14. We set aside the judge's decision.
15. We agree with both representatives that these appeals should be remitted to the First-tier Tribunal, having regard to the particular circumstances and paragraph 7.2 of the Practice Statement. There are inadequate findings of fact in relation to material matters (specifically those relating to familial relationships in the United Kingdom) for us to go on and re-make the decisions ourselves.
16. We have considered whether or not findings of fact made by the judge should be preserved in respect of the remitted hearings. Whilst seen in isolation these findings are not necessarily infected by errors of law, it would in our view be unhelpful to the First-tier Tribunal, and quite possibly artificial, to preserve these findings. It may be that evidence relating to the familial relationships will be interconnected with that relating to the Appellants' own personal circumstances, and vice versa. In our view the sensible course of action is not to preserve any findings of fact, and for the First-tier Tribunal to consider these appeals afresh in due course.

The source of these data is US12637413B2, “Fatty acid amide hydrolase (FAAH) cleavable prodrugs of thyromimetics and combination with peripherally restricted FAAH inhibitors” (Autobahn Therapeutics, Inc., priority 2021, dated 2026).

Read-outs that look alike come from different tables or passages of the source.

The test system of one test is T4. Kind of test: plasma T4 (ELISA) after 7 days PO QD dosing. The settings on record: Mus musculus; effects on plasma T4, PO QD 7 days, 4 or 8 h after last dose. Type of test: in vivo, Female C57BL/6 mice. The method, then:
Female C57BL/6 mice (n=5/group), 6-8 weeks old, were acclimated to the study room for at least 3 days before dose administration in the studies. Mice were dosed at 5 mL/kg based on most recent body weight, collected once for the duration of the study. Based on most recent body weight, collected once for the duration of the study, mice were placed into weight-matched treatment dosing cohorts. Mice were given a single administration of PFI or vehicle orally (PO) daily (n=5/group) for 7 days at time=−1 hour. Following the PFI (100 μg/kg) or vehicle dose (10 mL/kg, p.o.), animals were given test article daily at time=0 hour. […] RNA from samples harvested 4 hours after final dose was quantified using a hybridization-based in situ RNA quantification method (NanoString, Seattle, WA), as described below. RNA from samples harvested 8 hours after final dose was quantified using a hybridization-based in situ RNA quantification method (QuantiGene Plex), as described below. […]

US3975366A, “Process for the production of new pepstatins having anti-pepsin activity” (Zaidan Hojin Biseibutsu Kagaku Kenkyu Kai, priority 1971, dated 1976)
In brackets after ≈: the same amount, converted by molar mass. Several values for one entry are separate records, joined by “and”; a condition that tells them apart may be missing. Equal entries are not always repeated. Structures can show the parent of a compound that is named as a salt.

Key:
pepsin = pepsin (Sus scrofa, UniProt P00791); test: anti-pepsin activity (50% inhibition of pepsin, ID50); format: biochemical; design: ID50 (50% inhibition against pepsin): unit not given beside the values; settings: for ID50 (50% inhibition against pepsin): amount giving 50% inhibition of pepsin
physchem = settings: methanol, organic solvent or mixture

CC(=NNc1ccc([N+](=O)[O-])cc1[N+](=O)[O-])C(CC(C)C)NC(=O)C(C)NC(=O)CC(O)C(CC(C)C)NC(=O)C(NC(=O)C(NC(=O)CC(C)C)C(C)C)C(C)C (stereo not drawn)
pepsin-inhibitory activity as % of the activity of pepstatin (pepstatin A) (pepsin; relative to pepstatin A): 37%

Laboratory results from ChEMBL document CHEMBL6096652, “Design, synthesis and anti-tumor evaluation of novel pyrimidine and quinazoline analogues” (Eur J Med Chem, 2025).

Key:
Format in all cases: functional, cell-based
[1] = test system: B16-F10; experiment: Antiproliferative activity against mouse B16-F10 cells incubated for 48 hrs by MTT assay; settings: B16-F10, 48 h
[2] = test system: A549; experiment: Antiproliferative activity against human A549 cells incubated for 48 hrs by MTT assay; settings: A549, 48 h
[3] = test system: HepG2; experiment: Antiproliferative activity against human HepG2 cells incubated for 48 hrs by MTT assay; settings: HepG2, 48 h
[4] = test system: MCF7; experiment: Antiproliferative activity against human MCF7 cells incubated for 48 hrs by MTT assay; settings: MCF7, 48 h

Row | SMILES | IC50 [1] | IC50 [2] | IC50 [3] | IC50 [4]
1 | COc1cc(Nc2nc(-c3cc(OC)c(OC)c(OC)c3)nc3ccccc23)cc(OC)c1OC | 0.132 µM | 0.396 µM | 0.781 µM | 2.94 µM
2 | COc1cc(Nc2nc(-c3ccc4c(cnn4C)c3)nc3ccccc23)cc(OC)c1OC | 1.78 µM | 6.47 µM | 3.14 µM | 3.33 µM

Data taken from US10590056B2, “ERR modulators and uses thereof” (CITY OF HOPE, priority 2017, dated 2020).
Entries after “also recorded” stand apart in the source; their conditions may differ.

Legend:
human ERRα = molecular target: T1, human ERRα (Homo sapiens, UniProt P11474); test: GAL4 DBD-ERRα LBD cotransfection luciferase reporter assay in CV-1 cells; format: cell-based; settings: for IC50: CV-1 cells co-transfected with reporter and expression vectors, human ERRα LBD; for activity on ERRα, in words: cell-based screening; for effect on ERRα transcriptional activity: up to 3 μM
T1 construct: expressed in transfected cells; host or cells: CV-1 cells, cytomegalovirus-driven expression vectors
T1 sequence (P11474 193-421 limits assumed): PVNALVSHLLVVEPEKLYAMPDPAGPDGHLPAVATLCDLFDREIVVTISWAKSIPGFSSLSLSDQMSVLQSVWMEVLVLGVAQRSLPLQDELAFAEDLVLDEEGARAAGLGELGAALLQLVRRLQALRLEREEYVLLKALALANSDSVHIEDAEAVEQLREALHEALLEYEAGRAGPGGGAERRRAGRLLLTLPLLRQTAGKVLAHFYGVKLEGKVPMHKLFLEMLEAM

Notice of Decision
The decision of the First-tier Tribunal contains material errors of law.
We aside the First-tier Tribunal's decision.
We remit these appeals to the First-tier Tribunal.
Directions to the First-tier Tribunal
(1) these appeals are remitted for a complete rehearing with no findings of fact preserved;
(2) these appeals shall remain linked;
(3) it has been accepted by the Appellants throughout that their Article 8 claims cannot succeed with reference to the relevant Immigration Rules. Therefore the core issue is an assessment of Article 8 outside the context of the Rules.
No anonymity direction is made.
Signed Date: 21 October 2017
Deputy Upper Tribunal Judge Norton-Taylor